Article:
Compression clothing & garments are becoming increasingly popular on the sporting scene, but is there any scientific evidence to support their use? In this article we’ll be looking at the benefits offered for performance and recovery, and the potential underlying mechanisms.
Compression garments – characterised by their highly elastic properties – have recently been developed by a number of manufacturers like 2xu, Under Armour or Speedo these brands have created a whole new category of sports clothing. Compression garments typically focus on the lower limbs (including full-length leggings and socks) or the upper body (including sleeves and various tops).
Whilst the compressive functions themselves are very similar, the mechanical properties may
vary from garment to garment. For example,leggings are often graduated – exerting the highest degree of pressure at the ankle with the pressure gradually decreasing towards the top of the leg. The pressure exerted by the average graduated lower limb compression garment is approximately 22 mmHg at the ankle decreasing to about 18 mmHg at the thigh.
The key benefits associated with the use of compression clothing & garments were initially recognised in clinical settings where tissue compression is used in the treatment of a number of circulatory and inflammatory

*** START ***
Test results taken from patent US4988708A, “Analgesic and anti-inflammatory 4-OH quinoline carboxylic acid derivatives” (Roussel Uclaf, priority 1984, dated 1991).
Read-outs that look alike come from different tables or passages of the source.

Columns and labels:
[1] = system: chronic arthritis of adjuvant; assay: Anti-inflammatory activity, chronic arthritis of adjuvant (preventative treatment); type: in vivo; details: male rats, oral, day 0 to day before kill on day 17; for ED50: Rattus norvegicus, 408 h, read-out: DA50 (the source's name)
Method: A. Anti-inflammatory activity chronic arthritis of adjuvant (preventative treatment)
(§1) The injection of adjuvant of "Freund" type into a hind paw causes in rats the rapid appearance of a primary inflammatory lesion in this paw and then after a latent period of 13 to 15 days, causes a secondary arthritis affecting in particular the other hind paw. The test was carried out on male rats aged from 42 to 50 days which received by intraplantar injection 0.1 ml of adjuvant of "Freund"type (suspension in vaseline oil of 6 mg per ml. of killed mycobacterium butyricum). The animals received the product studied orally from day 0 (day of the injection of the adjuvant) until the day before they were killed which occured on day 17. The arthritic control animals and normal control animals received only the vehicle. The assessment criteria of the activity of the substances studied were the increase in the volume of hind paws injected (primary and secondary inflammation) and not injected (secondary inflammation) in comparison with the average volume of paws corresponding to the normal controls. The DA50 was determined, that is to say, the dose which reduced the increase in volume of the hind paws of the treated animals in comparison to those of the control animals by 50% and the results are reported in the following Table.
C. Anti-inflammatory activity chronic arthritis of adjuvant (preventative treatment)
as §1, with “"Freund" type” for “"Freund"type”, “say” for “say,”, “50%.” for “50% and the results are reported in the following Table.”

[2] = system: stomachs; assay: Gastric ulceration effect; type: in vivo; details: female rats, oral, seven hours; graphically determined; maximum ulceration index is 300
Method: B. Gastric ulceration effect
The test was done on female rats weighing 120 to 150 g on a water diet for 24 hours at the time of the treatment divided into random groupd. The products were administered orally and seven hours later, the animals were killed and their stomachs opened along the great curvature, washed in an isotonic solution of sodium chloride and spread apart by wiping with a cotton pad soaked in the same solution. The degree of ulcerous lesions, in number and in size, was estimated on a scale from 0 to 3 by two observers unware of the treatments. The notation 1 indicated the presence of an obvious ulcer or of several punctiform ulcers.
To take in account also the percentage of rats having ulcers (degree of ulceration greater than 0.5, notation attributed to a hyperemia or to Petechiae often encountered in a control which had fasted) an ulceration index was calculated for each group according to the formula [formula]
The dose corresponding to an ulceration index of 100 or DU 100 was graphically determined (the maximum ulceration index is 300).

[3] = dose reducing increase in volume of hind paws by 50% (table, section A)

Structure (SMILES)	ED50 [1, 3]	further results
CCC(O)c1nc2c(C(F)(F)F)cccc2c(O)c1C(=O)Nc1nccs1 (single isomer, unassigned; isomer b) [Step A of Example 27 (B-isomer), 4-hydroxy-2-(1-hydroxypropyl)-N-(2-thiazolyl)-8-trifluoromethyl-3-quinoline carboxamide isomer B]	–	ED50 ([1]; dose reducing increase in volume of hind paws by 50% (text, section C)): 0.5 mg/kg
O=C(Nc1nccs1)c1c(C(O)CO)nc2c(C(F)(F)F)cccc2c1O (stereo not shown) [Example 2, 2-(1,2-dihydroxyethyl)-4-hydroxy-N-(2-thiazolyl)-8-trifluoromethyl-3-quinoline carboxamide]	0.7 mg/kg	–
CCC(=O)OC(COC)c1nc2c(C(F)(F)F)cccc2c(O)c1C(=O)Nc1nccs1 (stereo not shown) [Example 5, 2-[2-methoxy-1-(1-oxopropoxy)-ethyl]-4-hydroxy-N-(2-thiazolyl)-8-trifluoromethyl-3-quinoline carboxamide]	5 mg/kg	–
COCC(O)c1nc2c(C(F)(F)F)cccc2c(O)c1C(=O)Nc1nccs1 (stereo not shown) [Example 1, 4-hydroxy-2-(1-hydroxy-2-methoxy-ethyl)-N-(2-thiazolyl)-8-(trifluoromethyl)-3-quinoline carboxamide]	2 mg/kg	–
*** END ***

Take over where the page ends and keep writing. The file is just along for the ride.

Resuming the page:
disorders, including chronic venous insufficiency, lymphodema and deep vein thrombosis. The compressive force of some medical stockings is considerably higher than the compressive force of commercially available sports garments with a degree of compression ranging between 30-40 mmHg, however these should be worn only as advised by a doctor. Due in large part to commercial promotion, the use of compression
garments is growing in popularity in sport and exercise settings, where it believed that the compressive properties of the garments will enhance performance and aid recovery following strenuous training and competition.
Evidence for improved performance
Manufacturers claim that compression garments provide ergogenic benefits during training and athletic performance, these proposed benefits include an increase in strength and power as well as improved endurance performance. Advantages are thought to be achieved via a number of mechanisms, which include increases in muscle oxygenation resulting from improved blood flow to the muscle and reductions
in muscle, oscillation thought to reduce the severity of fatigue.
Evidence for improved recovery
Exercise-induced muscle damage is a common experience for athletes from a wide range
of backgrounds undertaking unaccustomed exercise comprising eccentric contractions and is
associated with a number of negative symptoms, which include a reduced ability to produce force, a decreased range of motion, inflammation and pain. It is claimed that compression garments
can attenuate the negative symptoms associated with muscle damage by providing dynamicim mobilisation
achieved though mechanical support to the injured tissue and a reduction in motion of the limb